The concentration of H.sub.2 O.sub.2 and PVPI solution is not critical but is preferably about 1-5% H.sub.2 O.sub.2 and about 5-10% PVPI and in most instances only a very small amount is required as the solution acts virtually instantaneously. While the use of hydrogen peroxide is the best and most effective inorganic peroxide for the present invention it is understood that other aqueous oxidizing solutions can be employed which do not permanently discolor, coat or chemically attack the membrane itself. Examples of other oxidants which may be used include one or more of the alkali metal iodates such as potassium, sodium, ammonium and/or lithium iodate which is/are water soluble but H.sub.2 O.sub.2 is preferred and best since it leaves no film or deposit on the frame of the membrane. When an iodate is used, the washing step after cleaning of the membrane removes any residue.
The present invention is not limited to the nature or composition of the membrane or its frame, manner of assemblage, equipment or method of use and within the purview of the present invention ultrafiltration, reverse osmosis and microfiltration membranes of known commercial grades and qualities may be employed such as those described in U.S. Pat. No. 4,740,308, the relevant membranes portions of which are hereby made a part hereof, especially those of polymeric nature which are of sufficient strength to withstand continued use over a considerable period of time without necessarily requiring frequent regeneration. This factor depends largely on the influent to the equipment and the type and nature of the contaminants in the influent and is particularly applicable to the accumulation of slime from the influent which can be ocean or brackish water or waste water from nearby equipment and plants.
The equipment employing the membranes is not per se a part of the present invention since there are many different types of filtration equipment known and available for a wide variety of purposes and the present invention is deemed to be applicable thereto. The invention may be subject to modification and change within the scope of the subjoined claims.
This invention relates to soiled, clogged or contaminated separation and filtration membranes such as those used in ultrafiltration, reverse osmosis and microfiltration equipment wherein the membranes after a given period of time and use require cleaning or regeneration to restore their porosity and efficiency and the present invention relates to the cleaning and restoration of such contaminated and clogged membranes.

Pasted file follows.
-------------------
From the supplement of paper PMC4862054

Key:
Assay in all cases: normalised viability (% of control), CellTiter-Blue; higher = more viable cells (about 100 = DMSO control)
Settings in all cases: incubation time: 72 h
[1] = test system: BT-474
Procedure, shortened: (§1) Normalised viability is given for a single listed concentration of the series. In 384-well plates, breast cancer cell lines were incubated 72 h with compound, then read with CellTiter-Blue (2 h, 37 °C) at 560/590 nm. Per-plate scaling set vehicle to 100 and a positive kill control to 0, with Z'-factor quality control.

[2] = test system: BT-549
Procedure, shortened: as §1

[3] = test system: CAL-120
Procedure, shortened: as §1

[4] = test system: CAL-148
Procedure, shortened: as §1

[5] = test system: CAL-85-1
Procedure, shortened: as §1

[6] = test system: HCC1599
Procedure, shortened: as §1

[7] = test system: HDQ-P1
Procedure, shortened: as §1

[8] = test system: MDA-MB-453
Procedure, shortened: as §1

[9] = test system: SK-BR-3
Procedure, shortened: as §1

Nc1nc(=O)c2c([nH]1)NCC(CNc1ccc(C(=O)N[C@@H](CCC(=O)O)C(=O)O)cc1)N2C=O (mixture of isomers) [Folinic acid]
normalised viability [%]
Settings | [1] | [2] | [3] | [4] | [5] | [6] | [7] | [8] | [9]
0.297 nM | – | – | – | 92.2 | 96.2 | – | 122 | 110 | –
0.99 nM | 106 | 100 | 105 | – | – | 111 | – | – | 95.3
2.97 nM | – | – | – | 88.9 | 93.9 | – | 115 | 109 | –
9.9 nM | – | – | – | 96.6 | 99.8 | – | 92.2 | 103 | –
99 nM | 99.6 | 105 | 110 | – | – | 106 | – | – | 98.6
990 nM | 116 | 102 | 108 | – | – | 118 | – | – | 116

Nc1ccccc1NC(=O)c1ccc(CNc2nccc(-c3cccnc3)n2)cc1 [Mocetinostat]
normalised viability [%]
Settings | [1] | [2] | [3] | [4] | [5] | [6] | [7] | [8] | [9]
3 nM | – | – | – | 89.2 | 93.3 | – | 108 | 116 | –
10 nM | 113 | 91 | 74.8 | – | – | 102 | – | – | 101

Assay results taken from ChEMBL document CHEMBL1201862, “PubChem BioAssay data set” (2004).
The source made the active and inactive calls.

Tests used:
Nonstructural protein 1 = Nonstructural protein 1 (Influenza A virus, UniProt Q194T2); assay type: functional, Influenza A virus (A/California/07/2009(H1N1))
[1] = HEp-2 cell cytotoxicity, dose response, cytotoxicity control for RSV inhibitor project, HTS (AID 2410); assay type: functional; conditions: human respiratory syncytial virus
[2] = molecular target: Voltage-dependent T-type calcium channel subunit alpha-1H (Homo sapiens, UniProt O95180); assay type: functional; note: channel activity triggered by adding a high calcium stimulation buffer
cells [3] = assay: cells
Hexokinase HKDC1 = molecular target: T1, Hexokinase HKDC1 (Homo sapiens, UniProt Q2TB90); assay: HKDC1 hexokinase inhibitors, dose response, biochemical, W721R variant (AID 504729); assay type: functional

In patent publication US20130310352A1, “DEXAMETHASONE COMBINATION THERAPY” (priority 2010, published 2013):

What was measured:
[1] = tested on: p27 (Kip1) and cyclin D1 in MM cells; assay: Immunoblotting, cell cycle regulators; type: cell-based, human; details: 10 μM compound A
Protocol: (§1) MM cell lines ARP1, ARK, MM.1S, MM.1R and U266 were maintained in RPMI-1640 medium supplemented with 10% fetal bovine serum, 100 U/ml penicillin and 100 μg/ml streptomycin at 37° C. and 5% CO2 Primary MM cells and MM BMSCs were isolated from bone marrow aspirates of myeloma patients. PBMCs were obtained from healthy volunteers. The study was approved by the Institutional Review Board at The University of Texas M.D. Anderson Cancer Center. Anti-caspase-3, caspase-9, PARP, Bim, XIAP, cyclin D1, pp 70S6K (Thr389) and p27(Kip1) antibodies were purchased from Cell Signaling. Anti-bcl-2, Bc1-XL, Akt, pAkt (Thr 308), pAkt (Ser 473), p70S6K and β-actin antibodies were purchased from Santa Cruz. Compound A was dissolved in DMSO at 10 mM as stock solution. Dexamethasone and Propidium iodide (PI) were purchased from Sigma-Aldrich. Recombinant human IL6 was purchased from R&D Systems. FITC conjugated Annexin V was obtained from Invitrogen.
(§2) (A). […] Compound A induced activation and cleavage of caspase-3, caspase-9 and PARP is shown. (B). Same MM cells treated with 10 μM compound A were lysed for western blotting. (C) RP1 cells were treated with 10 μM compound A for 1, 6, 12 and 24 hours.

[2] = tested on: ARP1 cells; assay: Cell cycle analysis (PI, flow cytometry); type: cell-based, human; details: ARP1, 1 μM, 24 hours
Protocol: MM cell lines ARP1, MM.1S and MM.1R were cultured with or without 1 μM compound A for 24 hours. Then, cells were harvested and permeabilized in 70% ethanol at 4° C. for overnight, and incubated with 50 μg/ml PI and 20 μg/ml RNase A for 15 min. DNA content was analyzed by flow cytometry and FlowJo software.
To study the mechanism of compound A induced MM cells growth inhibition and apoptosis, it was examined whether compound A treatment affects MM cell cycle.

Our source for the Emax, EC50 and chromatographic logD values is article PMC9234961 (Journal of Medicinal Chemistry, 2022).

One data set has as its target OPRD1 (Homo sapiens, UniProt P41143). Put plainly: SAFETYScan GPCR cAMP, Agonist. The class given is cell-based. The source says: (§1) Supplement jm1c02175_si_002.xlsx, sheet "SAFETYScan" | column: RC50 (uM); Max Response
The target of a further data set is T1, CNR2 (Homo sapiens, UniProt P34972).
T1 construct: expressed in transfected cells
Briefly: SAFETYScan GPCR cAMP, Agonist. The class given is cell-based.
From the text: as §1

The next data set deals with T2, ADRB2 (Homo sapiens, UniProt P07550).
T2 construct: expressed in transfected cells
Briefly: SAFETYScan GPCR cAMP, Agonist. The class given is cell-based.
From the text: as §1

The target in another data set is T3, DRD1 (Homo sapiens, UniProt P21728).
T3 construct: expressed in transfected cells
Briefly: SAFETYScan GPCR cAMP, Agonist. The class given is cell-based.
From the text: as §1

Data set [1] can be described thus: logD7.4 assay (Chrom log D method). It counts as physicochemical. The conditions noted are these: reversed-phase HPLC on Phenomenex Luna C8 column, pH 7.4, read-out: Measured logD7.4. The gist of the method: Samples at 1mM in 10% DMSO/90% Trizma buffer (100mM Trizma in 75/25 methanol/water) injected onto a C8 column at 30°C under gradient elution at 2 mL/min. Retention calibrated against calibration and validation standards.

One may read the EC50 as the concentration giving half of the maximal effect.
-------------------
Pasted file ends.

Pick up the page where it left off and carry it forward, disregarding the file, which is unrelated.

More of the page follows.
Membranes of various types and compositions are known for use in ultrafiltration, reverse osmosis and microfiltration and are conventionally made of polymers having a structure which rejects solutes at the surface. Such membranes may be made of cellulose acetate films and polysulfones. A typical ultrafiltration process is described in U.S. Pat. No. 3,758,405 wherein the membranes are composed of cellulose acetate films which can be cleansed as described in the patent. It is also known to use ultrafiltration for removing contaminants and impurities from the water supply to boilers and other types of heating apparatus whose operation becomes progressively ineffective by the undesirable impurities and contaminants collecting or deposited thereon during use which reduce the efficiency of the filtration equipment. Generally membranes of the type hereinabove referred to are taken out of service individually without discontinuing the operation of the entire equipment and hence a plurality of membranes is provided which are spaced apart and individually mounted so that a single membrane may be removed without adversely effecting the function and operation of the remaining membranes. Various procedures have been proposed for restoring the cleanliness and efficiency of filtration membranes by the use of hydrogen peroxide in aqueous solution at a temperature ranging from about 10 under ambient conditions but below the boiling point of water which is 100 (influent) passing through the membranes a variety of types of contaminants gradually accumulate and prevent passage of influent through the membranes by contaminants in the influent including slime and bacterial coating which accumulates thereon. As far as is known no rapid and effective and inexpensive cleaning or regenerating operation of known types of membranes and the removal of contaminants or clogging or coating matter has been carried out in a manner to render them clean and sterile ready for re-use with particular respect to the removal of accretions and coatings of microorganisms and bacterial slime and the present invention is directed to that objective.